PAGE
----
Madrid overrules plans to save controversial Cabo de Gata hotel
BY MARK ROULSTON
THE demolish it-save it soap opera surrounding Almeria’s controversial Algarrobico hotel continues apace.
A month after a proposed change in land status effectively legalised the hotel, judges at the nation’s highest court have declared that the 411-bed complex is illegal and will face demolition.
Built upon virgin sands in the ecologically-sensitive Cabo de Gata Natural Park, it seemed Algarrobico – dubbed ‘the El Horrible’ by the Olive Press – had received a stay of execution after local authorities moved to declassify its plot.
As reported in the Olive Press three issues ago, under Junta plans the complex looked set to lose just its swimming pool with its plot being downgraded from protected to semi-urban status.
But now, with Brussels promising to investigate, the Supreme Court has stepped in and ruled the hotel is indeed illegal.
Under a new ruling, the court claims it is built on protected land and breaks legislation that seeks to protect Spain’s coast from over-construction.
The hearing in Madrid followed an appeal from the PSOE socialist town hall in nearby Carboneras that the development was passed before the Coast Law of 1988, which forbids construction on the first 100 metres of coastline.
However, the court dismissed the appeal, stating that as work began on the hotel in 2003,in was in clear contravention of the law.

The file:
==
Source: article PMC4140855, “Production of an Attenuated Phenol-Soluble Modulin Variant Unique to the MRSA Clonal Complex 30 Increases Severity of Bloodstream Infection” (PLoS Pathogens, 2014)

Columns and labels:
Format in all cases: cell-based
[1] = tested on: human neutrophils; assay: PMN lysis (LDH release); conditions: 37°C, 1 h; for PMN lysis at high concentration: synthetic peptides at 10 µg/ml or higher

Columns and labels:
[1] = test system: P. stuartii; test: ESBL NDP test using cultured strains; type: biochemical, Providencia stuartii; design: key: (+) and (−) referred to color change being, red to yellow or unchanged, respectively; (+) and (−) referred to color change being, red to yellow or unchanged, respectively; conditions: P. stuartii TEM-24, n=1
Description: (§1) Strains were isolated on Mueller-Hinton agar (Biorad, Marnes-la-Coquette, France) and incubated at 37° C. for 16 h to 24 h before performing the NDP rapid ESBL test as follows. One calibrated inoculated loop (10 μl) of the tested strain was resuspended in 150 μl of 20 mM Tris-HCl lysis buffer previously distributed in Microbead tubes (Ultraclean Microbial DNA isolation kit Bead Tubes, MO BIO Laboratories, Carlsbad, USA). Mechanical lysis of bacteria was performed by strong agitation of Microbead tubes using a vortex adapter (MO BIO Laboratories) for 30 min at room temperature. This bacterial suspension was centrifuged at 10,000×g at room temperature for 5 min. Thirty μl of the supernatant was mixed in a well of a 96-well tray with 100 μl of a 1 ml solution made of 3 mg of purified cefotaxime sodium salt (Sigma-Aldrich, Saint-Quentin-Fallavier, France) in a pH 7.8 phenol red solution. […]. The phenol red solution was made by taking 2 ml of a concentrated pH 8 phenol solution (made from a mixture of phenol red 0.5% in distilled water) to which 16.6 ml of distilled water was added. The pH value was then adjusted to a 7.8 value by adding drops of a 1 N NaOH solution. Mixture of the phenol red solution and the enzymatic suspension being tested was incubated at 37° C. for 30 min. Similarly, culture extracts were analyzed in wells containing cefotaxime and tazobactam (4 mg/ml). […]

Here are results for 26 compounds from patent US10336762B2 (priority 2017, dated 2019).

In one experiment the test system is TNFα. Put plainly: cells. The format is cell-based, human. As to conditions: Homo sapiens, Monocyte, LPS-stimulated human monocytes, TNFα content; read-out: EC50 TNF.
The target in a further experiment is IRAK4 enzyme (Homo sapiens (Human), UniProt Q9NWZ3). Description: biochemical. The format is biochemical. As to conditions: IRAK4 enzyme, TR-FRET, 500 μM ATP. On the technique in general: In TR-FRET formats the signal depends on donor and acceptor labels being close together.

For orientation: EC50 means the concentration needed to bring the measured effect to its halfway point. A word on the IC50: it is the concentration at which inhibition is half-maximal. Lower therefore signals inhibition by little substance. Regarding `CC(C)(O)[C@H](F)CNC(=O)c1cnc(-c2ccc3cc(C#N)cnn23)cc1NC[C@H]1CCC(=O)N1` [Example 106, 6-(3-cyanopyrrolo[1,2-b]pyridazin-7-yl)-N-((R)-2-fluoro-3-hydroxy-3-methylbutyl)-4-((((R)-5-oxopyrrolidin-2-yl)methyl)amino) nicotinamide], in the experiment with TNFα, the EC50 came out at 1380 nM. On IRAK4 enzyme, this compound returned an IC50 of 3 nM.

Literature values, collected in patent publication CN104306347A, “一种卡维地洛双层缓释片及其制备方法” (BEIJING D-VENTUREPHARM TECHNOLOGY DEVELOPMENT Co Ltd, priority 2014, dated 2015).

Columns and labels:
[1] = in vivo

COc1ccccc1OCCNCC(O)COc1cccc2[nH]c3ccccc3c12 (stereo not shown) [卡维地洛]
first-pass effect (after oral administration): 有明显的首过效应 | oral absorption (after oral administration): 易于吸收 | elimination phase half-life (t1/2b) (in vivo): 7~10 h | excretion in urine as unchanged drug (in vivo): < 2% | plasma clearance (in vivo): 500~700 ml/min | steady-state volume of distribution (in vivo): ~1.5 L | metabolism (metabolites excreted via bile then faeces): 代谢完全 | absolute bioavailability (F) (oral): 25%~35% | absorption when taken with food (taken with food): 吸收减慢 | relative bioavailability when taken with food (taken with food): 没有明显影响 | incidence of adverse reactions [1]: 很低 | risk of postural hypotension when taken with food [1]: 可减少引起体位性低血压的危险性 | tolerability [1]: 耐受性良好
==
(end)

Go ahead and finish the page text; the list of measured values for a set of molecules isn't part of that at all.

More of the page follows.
Moves are now underway to reclaim the land, with government officials in discussion with developer Azata to strike a deal for compensation.
Exact figures are, as yet, unknown, but it is believed that the developers are hanging on for the 500 million euros they claim the land and complex is worth – a figure far-removed from the 2 million euros offered by the Government in 2006.
“We have had independent evaluators assessing the value of the land. When we receive these figures, we will approach the development company with a suitable financial offer,” Environment Minister Cristina Narbona said.
Talk of recompense, however, has angered many opponents, with some claiming Azata should face tough penalties and foot any bill for demolition and restoration work.
“The developers should meet the costs of any demolition,” said Green party spokesman Andres Sanchez.
“Something that was going to destroy one of the few unspoilt stretches of Spain’s Mediterranean coastline should never have got permission in the first place.”
Following protests from environmental groups, including Greenpeace, an Almeria court declared the hotel illegal in February 2006.
Then in May of that year, the Junta announced demolition plans, which were contested by Azata – whose officials were holding out for a huge payoff before any expropriation went ahead.
Then late last year, proposed modifications to the PGOU development plan for Cabo de Gata seemingly legitimised the complex before this most recent legal ruling.
The Supreme Court has also annulled a decision by the Andalucía’s high court (TSJA) that work on a marina at Agua Amarga can go ahead.
The Agua Amarga development included 350 homes and a 350-bed hotel on 48 hectares of protected land.